• Double click on SpeedButton1 to generate skeleton code for its OnClick event handler. Put the following codes for the event handler.
      procedure TForm1.SpeedButton1Click(Sender: TObject);
        vFile: File;
        with OpenDialog1 do
          // adjust the behavior of the open file
          // dialog. We want it to shows
          // and accepts only existing file
          Options := [ofPathMustExist, ofFileMustExist, ofEnableSizing];
          // if previously user had selected a file
          // for the source, use it as
          // default selection.
          if edtSourceFile.Text <> '' then
            FileName := edtSourceFile.Text;
          // if the user cancels the dialog, we don't
          // need to continue
          if not Execute then Exit;
          // store the file selected in open file
          // dialog
          edtSourceFile.Text := FileName;
          // suggest name for the destination file
          // derived from the new selected source
          // file
          edtDestFile.Text := ChangeFileExt(FileName, '.part');
          // here we want to get the selected source
          // file size.
          AssignFile(vFile, FileName);
            FileMode := 0;
            Reset(vFile, 1);SetSourceFileSize(FileSize(vFile));
    • Double click on SpeedButton2 to generate skeleton code for its OnClick event handler. Put the following codes for the event handler.
      procedure TForm1.SpeedButton2Click(Sender: TObject);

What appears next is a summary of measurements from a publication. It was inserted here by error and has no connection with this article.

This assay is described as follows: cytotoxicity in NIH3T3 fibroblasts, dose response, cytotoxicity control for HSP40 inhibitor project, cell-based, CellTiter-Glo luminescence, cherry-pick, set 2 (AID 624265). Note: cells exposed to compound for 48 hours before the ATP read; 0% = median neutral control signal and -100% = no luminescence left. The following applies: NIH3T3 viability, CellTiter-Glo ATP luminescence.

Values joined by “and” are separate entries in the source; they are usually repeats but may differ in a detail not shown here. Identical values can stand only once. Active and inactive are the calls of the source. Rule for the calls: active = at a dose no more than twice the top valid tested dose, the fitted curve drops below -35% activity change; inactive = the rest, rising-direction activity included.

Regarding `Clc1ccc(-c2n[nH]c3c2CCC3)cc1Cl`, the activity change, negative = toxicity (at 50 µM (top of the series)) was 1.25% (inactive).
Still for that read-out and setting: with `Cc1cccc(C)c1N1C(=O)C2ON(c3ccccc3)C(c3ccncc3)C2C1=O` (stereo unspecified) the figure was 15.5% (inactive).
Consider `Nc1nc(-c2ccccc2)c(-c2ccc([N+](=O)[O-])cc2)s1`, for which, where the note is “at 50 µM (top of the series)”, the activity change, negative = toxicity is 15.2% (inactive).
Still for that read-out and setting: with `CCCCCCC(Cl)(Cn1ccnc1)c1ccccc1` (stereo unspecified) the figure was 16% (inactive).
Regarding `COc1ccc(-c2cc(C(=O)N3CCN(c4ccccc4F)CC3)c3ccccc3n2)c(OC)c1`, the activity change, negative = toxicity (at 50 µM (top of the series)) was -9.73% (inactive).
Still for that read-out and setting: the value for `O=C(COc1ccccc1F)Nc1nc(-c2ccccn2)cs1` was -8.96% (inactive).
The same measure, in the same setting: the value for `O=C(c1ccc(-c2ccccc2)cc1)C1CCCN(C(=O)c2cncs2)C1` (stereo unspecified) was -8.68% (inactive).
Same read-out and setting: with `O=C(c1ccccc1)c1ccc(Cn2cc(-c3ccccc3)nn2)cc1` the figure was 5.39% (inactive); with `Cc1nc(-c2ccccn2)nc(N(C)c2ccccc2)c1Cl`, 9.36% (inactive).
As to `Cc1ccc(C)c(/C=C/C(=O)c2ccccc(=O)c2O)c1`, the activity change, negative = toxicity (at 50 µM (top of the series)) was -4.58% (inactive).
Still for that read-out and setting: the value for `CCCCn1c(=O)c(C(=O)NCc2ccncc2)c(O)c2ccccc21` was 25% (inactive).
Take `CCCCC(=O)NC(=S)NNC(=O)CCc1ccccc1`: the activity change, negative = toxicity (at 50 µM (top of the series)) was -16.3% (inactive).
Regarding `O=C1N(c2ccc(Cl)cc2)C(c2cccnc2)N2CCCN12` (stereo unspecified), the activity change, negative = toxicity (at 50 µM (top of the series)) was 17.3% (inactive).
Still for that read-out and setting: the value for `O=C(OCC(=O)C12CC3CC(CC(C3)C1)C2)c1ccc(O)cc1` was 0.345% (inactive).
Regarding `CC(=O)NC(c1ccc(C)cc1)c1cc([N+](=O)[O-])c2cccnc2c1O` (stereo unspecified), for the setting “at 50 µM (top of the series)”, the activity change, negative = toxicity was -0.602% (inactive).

with OpenDialog1 do
          // adjust the behavior of the open file
          // dialog, so user can select non-existing
          // file
          Options := [ofPathMustExist,ofEnableSizing];
          if edtDestFile.Text <> '' then
            FileName := edtDestFile.Text;
          if not Execute then Exit;
          // store the selected file information to the
          // edit control
          edtDestFile.Text := FileName;
  • Double click on BitBtn1 to generate skeleton code for its OnClick event handler. Put the following codes for the event handler.
    procedure TForm1.BitBtn1Click(Sender: TObject);varvFileSplitter: TFileSplitter;beginvFileSplitter := TFileSplitter.Create;tryvFileSplitter.Source := edtSourceFile.Text;vFileSplitter.DestName := edtDestFile.Text;vFileSplitter.DestSize := GetDestFileSize;vFileSplitter.Execute;finallyvFileSplitter.Free;end;end;

  • Note that this is where we actually use our TFileSplitter class.
    Now we are ready to rumble!
    Running and Testing
    • Run the demo project by pressing F9. Select a source file by clicking SpeedButton1 and select an existing file. Then select a reasonable file part size. You will get something similar like this:

    • Click on BitBtn1. Then open the destination folder in windows explorer. You will get something like below.

    • Now open your Hex Editor, I am going to use HxD for this. With the hex editor, open the first part file (the one with 001 suffix). It will show something similar like shown below.


      • The blue area is our header bytes.
      • The green "highlight" shows our magic number.
      • The red "highlight" shows the original file name that we stored.
    And here is the complete source code for file splitter we discuss in this tutorial. Attached File  ccSplitter.zip   523.65KB   475 downloads

    Feel free to use or improve it. Will be continued to the second part which we will discuss how to assemble the parts together to get the original file.

Edited by LuthfiHakim, 25 February 2013 - 08:06 AM.